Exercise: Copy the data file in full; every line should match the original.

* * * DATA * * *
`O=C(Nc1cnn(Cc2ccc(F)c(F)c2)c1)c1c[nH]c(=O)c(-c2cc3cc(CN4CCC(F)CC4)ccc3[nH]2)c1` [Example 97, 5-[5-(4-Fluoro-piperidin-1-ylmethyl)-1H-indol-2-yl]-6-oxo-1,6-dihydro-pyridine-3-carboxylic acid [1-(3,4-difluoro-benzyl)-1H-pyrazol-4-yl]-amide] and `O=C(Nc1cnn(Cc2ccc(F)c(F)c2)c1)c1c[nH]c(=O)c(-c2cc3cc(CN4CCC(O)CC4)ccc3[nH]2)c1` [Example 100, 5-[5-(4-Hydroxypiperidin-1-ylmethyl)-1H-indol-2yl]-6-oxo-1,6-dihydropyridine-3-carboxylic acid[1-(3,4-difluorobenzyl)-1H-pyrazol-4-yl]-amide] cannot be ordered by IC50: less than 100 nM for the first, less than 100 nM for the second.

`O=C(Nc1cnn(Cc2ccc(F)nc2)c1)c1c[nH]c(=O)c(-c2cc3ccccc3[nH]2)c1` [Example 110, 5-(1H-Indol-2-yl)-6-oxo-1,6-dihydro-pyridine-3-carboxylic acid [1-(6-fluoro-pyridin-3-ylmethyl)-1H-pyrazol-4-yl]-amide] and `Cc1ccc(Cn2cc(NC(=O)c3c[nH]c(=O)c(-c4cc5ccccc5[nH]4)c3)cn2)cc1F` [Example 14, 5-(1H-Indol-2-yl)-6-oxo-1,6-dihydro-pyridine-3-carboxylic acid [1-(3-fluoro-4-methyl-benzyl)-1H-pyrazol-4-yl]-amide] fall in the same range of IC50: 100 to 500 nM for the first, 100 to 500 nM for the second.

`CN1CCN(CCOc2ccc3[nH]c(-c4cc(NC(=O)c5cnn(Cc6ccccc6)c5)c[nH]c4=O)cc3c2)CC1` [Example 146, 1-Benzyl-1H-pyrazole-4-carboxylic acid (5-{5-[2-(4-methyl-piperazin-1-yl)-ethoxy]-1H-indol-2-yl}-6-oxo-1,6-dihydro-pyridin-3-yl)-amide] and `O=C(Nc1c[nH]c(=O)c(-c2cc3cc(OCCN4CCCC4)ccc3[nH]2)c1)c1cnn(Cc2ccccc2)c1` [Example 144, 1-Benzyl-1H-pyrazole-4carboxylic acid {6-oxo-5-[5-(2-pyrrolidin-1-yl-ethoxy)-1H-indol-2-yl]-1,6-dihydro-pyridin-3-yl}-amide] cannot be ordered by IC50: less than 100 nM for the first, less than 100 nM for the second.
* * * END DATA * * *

`O=C(Nc1cnn(Cc2ccc(F)c(F)c2)c1)c1c[nH]c(=O)c(-c2cc3cc(CN4CCC(F)CC4)ccc3[nH]2)c1` [Example 97, 5-[5-(4-Fluoro-piperidin-1-ylmethyl)-1H-indol-2-yl]-6-oxo-1,6-dihydro-pyridine-3-carboxylic acid [1-(3,4-difluoro-benzyl)-1H-pyrazol-4-yl]-amide] and `O=C(Nc1cnn(Cc2ccc(F)c(F)c2)c1)c1c[nH]c(=O)c(-c2cc3cc(CN4CCC(O)CC4)ccc3[nH]2)c1` [Example 100, 5-[5-(4-Hydroxypiperidin-1-ylmethyl)-1H-indol-2yl]-6-oxo-1,6-dihydropyridine-3-carboxylic acid[1-(3,4-difluorobenzyl)-1H-pyrazol-4-yl]-amide] cannot be ordered by IC50: less than 100 nM for the first, less than 100 nM for the second.

`O=C(Nc1cnn(Cc2ccc(F)nc2)c1)c1c[nH]c(=O)c(-c2cc3ccccc3[nH]2)c1` [Example 110, 5-(1H-Indol-2-yl)-6-oxo-1,6-dihydro-pyridine-3-carboxylic acid [1-(6-fluoro-pyridin-3-ylmethyl)-1H-pyrazol-4-yl]-amide] and `Cc1ccc(Cn2cc(NC(=O)c3c[nH]c(=O)c(-c4cc5ccccc5[nH]4)c3)cn2)cc1F` [Example 14, 5-(1H-Indol-2-yl)-6-oxo-1,6-dihydro-pyridine-3-carboxylic acid [1-(3-fluoro-4-methyl-benzyl)-1H-pyrazol-4-yl]-amide] fall in the same range of IC50: 100 to 500 nM for the first, 100 to 500 nM for the second.

`CN1CCN(CCOc2ccc3[nH]c(-c4cc(NC(=O)c5cnn(Cc6ccccc6)c5)c[nH]c4=O)cc3c2)CC1` [Example 146, 1-Benzyl-1H-pyrazole-4-carboxylic acid (5-{5-[2-(4-methyl-piperazin-1-yl)-ethoxy]-1H-indol-2-yl}-6-oxo-1,6-dihydro-pyridin-3-yl)-amide] and `O=C(Nc1c[nH]c(=O)c(-c2cc3cc(OCCN4CCCC4)ccc3[nH]2)c1)c1cnn(Cc2ccccc2)c1` [Example 144, 1-Benzyl-1H-pyrazole-4carboxylic acid {6-oxo-5-[5-(2-pyrrolidin-1-yl-ethoxy)-1H-indol-2-yl]-1,6-dihydro-pyridin-3-yl}-amide] cannot be ordered by IC50: less than 100 nM for the first, less than 100 nM for the second.